Falling in love with hexagons again

I am learning to love hexagons again.

There is something calming and soothing about cutting up cardboard (Dilmah and Twinings tea boxes, in my case) to make templates, fussy cutting little pictures from fabric and slowly tacking the fabric around the templates (while watching Downton Abbey).

My first quilt, which I started as a teenager, was an English paper-pieced hexagon quilt. It took forever, and I was over it by the time I finally finished. I did not even particularly like the fabric choices I had made many years earlier, before I could call myself a ‘quilter’, when I was just a nerd who liked to sew.

One member of our sewing group recently chose a fun project for her friendship quilt: she supplied a rectangle of plain fabric and group members were asked to sew any arrangement of hexagons onto it. She found the idea in the book Block Party: The Modern Quilting Bee. The colour brief was ‘red, yellow and blue, predominantly blue’. What fun!

I had extra cardboard so I have cut out far more tiny hexagons than I need.

I had extra cardboard, so I cut out far more tiny hexagons than I need.

 

I am not someone who usually does 'random', so following the brief – place hexagons randomly on the background – did not come naturally.

I am not someone who naturally does ‘random’, so following the brief – place hexagons randomly on the background – did not come easily.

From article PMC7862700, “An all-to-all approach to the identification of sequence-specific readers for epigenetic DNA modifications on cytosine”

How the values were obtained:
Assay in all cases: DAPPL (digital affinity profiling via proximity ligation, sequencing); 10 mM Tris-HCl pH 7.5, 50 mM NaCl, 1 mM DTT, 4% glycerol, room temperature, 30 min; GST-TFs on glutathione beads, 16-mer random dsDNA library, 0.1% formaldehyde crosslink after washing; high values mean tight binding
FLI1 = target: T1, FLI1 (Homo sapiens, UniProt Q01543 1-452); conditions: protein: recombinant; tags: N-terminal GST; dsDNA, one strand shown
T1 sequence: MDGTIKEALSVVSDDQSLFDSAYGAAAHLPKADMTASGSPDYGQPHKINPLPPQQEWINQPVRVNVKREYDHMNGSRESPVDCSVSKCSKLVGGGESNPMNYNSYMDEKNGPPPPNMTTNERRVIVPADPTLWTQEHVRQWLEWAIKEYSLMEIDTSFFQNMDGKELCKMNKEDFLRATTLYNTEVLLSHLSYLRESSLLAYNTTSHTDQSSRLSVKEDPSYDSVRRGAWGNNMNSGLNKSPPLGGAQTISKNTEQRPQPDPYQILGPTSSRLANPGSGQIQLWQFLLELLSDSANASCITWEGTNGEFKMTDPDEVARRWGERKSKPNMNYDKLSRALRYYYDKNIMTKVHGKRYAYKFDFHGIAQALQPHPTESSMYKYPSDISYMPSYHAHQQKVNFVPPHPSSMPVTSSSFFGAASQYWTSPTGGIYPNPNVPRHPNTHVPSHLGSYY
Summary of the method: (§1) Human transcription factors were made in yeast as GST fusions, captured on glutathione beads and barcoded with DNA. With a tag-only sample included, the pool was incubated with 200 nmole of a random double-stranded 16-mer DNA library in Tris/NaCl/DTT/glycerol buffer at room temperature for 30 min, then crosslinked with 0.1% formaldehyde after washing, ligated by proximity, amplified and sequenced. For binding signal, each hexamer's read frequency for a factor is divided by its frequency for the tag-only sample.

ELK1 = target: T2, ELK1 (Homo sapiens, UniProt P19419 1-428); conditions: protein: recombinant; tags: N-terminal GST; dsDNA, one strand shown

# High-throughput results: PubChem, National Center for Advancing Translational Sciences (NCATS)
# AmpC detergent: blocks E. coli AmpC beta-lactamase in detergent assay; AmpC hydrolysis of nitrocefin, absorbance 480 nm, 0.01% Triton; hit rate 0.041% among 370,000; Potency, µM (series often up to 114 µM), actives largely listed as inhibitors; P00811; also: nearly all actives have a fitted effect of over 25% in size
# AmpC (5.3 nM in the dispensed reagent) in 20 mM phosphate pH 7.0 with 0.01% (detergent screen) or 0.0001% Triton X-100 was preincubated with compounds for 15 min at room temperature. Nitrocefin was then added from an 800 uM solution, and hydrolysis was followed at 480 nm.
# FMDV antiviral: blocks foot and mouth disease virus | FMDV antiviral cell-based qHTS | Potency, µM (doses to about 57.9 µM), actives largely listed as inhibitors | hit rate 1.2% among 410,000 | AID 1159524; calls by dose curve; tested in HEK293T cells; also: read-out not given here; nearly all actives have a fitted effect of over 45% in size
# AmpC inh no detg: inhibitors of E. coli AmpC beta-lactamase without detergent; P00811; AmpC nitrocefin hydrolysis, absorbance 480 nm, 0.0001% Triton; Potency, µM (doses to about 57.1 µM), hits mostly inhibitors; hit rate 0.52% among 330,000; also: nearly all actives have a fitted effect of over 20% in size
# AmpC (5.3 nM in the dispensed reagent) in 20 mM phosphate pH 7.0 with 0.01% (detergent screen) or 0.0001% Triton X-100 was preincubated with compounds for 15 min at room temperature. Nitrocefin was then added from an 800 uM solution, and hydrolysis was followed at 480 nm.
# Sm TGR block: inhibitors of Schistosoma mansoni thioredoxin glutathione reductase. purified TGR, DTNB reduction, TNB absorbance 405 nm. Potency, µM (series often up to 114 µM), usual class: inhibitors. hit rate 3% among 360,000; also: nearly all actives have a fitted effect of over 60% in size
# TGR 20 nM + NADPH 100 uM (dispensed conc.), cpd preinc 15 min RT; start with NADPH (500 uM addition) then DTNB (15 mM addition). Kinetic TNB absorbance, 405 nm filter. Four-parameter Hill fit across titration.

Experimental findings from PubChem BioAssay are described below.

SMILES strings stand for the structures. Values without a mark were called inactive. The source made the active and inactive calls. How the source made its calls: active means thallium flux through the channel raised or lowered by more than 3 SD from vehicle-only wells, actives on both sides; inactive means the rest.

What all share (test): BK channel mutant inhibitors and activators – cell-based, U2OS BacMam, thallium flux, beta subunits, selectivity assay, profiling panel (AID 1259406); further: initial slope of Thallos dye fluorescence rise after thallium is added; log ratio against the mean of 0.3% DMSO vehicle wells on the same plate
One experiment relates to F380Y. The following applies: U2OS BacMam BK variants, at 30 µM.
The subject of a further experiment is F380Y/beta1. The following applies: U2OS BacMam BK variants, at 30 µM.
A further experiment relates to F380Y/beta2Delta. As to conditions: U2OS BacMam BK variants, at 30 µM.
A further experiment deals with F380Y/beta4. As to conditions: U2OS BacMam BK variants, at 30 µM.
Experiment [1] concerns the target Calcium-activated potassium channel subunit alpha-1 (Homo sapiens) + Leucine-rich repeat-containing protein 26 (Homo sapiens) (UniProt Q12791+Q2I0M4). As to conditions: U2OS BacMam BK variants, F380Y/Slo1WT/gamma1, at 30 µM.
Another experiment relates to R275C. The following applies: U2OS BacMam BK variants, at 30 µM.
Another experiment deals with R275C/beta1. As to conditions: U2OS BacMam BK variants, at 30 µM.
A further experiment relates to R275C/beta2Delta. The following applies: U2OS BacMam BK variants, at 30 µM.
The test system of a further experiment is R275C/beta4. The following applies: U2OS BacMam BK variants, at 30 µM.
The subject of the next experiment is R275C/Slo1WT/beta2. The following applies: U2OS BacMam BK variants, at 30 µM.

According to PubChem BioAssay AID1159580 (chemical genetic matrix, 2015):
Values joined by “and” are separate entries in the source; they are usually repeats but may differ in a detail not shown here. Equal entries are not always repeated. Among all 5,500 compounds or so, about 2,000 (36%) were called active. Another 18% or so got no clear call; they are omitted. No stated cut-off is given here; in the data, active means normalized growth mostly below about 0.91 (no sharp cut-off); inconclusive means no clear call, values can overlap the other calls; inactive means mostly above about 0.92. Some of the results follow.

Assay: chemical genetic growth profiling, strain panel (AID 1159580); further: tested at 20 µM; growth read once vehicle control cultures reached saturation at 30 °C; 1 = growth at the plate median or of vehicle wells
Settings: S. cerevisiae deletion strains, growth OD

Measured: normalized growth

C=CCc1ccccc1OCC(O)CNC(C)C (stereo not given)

After struggling with the layout for a while, I made a decision and stuck with it long enough to finish the block. (I set myself a rule to avoid grandmother’s flower blocks.)

Ta da! The finished block. I hope I have met the brief.

Ta da! The finished block. I hope I have met the brief.

As some of the pieces I was appliquéing down were large and oddly shaped, I used a spot of fabric glue here and there to hold them down. I had never used glue in my sewing before. Somehow it seemed like cheating. I now understand why people do it: everything stays exactly where it should.

The real discovery for me was the joy of sewing with silk thread. It made the whip stitching and appliquéing a dream! Why had I not learned this lesson before?

I can see more hexagon projects in my future, and I think I might make up a little hexagon travel kit.

The beginnings of my travelling hexagon kit.

The beginnings of my travelling hexagon kit.

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5 thoughts on “Falling in love with hexagons again

  1. Pingback: Dear Jane, why so many melons? | Granny Maud's Girl

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